A home sale closing is the end of the process of buying a home. It is the point at which the seller gets paid and the buyer receives title to the property. In addition to the seller and buyer, the parties present at a closing are usually the following:
- the closing agent;
- a representative of the title company;
- a representative of the lender;
- the buyer’s and seller’s respective real estate agents; and
- a notary public.
At the closing, the buyer will deliver the funds to the seller through a combination of a down payment previously made, loan proceeds, and funds at closing.
The title company, whose job it is to ensure that clear title to the property is transferred at closing, will collect money from the buyer and the lender. The down payment will have already been made to the title company.
On closing day, the lender will provide a check for the loaned funds and the buyer will deliver a check for the balance of the purchase price, plus the closing costs. The title company’s agent, who is often the closing agent, will disburse funds to the seller and anyone else due payment, such as a lender who has a lien against the property.
A lot of paperwork will be exchanged at the closing, including the Settlement Statement (HUD-1). This document contains all of the information that pertains to the transaction, including the sales price, all of the settlement charges for the buyer and the seller, the down payment amount, taxes and insurance payments to be made, and other items. All of the parties to the closing can look at this document and see how their interests are represented.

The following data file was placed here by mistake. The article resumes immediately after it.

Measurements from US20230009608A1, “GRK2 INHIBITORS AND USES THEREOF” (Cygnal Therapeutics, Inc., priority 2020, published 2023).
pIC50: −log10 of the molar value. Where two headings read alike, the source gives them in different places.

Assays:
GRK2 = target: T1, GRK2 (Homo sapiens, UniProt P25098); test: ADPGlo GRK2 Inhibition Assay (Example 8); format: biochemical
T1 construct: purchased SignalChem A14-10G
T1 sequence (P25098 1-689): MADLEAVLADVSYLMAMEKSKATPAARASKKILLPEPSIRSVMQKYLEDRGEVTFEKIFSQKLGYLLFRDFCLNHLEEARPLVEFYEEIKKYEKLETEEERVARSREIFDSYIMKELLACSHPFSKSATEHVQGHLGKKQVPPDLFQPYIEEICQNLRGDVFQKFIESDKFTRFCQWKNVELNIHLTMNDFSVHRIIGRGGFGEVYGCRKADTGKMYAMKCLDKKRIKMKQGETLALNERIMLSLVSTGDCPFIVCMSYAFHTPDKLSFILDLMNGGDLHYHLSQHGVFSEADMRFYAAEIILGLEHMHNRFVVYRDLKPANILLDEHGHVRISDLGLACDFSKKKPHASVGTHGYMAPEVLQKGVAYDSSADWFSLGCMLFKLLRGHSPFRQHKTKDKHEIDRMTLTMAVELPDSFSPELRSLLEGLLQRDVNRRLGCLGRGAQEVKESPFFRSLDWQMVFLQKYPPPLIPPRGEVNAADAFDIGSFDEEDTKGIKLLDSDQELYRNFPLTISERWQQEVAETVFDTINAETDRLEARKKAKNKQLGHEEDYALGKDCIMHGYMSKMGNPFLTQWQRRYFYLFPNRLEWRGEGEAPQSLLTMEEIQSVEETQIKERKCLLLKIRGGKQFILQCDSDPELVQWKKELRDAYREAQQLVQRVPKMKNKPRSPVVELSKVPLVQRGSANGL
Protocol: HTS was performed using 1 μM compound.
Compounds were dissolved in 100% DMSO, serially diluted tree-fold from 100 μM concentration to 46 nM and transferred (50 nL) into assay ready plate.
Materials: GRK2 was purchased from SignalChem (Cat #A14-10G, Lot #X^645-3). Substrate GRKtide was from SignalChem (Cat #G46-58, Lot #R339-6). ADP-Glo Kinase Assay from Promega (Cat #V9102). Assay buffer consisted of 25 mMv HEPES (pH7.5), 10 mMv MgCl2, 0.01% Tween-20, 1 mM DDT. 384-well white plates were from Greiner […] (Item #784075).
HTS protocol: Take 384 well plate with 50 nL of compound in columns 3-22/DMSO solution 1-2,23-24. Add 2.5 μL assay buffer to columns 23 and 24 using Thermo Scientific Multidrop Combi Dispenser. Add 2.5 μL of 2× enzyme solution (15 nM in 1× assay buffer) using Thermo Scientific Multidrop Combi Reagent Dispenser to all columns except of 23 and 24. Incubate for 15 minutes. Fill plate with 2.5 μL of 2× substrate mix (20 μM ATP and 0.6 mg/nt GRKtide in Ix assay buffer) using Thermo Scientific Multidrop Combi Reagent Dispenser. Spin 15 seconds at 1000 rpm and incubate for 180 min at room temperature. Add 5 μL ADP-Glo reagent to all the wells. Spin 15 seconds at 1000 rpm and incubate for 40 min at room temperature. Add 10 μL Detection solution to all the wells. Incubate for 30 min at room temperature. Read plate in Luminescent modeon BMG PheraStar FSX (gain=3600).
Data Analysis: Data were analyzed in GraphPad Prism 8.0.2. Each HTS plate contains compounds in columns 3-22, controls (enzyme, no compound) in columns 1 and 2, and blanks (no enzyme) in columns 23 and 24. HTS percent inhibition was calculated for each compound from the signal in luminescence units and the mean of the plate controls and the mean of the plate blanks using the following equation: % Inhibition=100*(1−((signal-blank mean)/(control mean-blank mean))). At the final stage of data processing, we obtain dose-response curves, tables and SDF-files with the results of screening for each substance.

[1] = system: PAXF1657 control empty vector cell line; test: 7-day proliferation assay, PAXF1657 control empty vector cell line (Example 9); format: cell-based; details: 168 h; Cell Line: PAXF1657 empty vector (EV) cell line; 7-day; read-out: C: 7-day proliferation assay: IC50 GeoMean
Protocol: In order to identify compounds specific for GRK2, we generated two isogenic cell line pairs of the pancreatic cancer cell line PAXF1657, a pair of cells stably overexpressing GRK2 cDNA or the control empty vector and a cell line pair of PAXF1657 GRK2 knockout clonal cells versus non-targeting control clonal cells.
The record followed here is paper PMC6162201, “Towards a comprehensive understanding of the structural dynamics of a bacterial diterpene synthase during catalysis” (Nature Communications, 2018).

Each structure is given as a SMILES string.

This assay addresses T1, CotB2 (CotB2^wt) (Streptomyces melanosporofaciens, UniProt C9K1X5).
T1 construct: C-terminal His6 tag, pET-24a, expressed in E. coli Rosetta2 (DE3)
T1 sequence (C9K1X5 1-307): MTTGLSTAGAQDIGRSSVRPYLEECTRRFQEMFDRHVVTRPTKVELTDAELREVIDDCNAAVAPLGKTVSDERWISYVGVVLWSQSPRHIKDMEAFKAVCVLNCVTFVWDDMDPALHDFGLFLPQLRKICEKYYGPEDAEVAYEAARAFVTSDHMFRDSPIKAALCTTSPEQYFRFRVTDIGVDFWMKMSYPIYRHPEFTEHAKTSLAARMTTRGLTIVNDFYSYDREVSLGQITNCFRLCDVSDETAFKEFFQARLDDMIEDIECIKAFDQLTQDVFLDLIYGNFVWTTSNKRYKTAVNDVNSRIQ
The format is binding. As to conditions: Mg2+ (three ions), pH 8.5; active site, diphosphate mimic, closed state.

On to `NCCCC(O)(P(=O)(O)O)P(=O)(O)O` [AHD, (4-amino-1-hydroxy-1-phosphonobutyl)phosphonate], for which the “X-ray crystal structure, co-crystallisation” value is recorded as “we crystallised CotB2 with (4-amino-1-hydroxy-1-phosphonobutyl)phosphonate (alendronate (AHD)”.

When everyone walks away from the closing, the buyer will have a deed to the new property, the seller will have a check for the proceeds, the real estate agents will have their commission checks, and the bank will have a promise to pay from the buyer. The title company will have its fees and one last job to do–the filing of the necessary paperwork with the governmental office charged with maintaining property records.
Now, here’s the important part for you to be aware of, if you are the buyer … when you take title to your home, it ideally will get titled in the name of your living trust, so that if anything happens to you (incapacity or death), your loved ones will be able to take care of everything without conflict or court intervention.
If your home is titled in your name, your family will have to go to Court to get authority to handle selling your home, refinancing it or even if they keep it.
If you’d like to ensure your family stays out of Court and out of conflict if and when something happens to you, schedule a Family Wealth Planning Session, during which we can review your existing planning or look at the State’s plan for you, if you have no planning at all, and then design a plan to ensure things would go the way you want for your loved ones when you can’t be there.